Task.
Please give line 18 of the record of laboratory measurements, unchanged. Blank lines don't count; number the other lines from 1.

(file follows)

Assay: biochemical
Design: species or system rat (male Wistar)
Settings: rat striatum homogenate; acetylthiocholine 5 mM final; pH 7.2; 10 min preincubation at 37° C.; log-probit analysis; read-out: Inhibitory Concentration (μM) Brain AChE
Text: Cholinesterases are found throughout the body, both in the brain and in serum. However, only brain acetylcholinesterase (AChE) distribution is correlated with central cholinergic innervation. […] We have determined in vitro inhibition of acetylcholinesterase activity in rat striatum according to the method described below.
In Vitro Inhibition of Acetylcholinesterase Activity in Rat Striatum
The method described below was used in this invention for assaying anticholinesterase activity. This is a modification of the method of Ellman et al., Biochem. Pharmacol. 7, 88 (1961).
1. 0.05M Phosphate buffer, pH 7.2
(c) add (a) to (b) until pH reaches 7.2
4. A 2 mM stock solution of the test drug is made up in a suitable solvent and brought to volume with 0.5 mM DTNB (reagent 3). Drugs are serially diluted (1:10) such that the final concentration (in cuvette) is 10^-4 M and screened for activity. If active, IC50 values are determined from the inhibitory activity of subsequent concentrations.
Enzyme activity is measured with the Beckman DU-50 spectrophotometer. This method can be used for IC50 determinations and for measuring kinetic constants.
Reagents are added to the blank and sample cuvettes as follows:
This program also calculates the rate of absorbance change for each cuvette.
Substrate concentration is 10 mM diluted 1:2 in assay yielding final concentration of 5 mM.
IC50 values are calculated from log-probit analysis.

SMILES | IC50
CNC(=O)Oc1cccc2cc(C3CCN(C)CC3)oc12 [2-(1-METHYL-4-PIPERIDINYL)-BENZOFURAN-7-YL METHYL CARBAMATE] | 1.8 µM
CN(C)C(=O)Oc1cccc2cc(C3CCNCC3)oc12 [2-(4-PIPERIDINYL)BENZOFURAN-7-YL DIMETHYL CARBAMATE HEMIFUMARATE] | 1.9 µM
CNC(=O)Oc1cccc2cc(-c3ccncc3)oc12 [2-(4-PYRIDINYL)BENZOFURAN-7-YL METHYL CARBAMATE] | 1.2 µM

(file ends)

CNC(=O)Oc1cccc2cc(-c3ccncc3)oc12 [2-(4-PYRIDINYL)BENZOFURAN-7-YL METHYL CARBAMATE] | 1.2 µM